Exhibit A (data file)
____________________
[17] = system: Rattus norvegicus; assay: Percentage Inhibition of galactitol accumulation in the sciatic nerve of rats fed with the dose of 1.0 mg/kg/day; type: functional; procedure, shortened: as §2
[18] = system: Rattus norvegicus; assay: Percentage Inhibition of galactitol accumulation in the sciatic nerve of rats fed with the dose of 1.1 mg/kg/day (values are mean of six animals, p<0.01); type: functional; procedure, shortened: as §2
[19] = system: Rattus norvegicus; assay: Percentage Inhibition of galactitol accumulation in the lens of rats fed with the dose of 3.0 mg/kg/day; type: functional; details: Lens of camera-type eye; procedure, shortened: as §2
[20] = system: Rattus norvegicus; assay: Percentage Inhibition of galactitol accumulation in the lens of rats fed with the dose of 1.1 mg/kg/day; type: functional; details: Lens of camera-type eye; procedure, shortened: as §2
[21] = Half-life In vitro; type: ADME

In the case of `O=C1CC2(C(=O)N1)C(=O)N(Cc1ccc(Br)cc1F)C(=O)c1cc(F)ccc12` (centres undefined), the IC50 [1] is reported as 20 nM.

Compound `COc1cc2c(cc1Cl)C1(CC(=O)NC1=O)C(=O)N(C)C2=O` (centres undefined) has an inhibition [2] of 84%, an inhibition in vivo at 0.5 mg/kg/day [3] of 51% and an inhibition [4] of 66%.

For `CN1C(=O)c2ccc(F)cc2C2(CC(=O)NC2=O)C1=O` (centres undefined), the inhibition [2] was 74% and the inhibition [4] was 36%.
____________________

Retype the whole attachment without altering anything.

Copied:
[17] = system: Rattus norvegicus; assay: Percentage Inhibition of galactitol accumulation in the sciatic nerve of rats fed with the dose of 1.0 mg/kg/day; type: functional; procedure, shortened: as §2
[18] = system: Rattus norvegicus; assay: Percentage Inhibition of galactitol accumulation in the sciatic nerve of rats fed with the dose of 1.1 mg/kg/day (values are mean of six animals, p<0.01); type: functional; procedure, shortened: as §2
[19] = system: Rattus norvegicus; assay: Percentage Inhibition of galactitol accumulation in the lens of rats fed with the dose of 3.0 mg/kg/day; type: functional; details: Lens of camera-type eye; procedure, shortened: as §2
[20] = system: Rattus norvegicus; assay: Percentage Inhibition of galactitol accumulation in the lens of rats fed with the dose of 1.1 mg/kg/day; type: functional; details: Lens of camera-type eye; procedure, shortened: as §2
[21] = Half-life In vitro; type: ADME

In the case of `O=C1CC2(C(=O)N1)C(=O)N(Cc1ccc(Br)cc1F)C(=O)c1cc(F)ccc12` (centres undefined), the IC50 [1] is reported as 20 nM.

Compound `COc1cc2c(cc1Cl)C1(CC(=O)NC1=O)C(=O)N(C)C2=O` (centres undefined) has an inhibition [2] of 84%, an inhibition in vivo at 0.5 mg/kg/day [3] of 51% and an inhibition [4] of 66%.

For `CN1C(=O)c2ccc(F)cc2C2(CC(=O)NC2=O)C1=O` (centres undefined), the inhibition [2] was 74% and the inhibition [4] was 36%.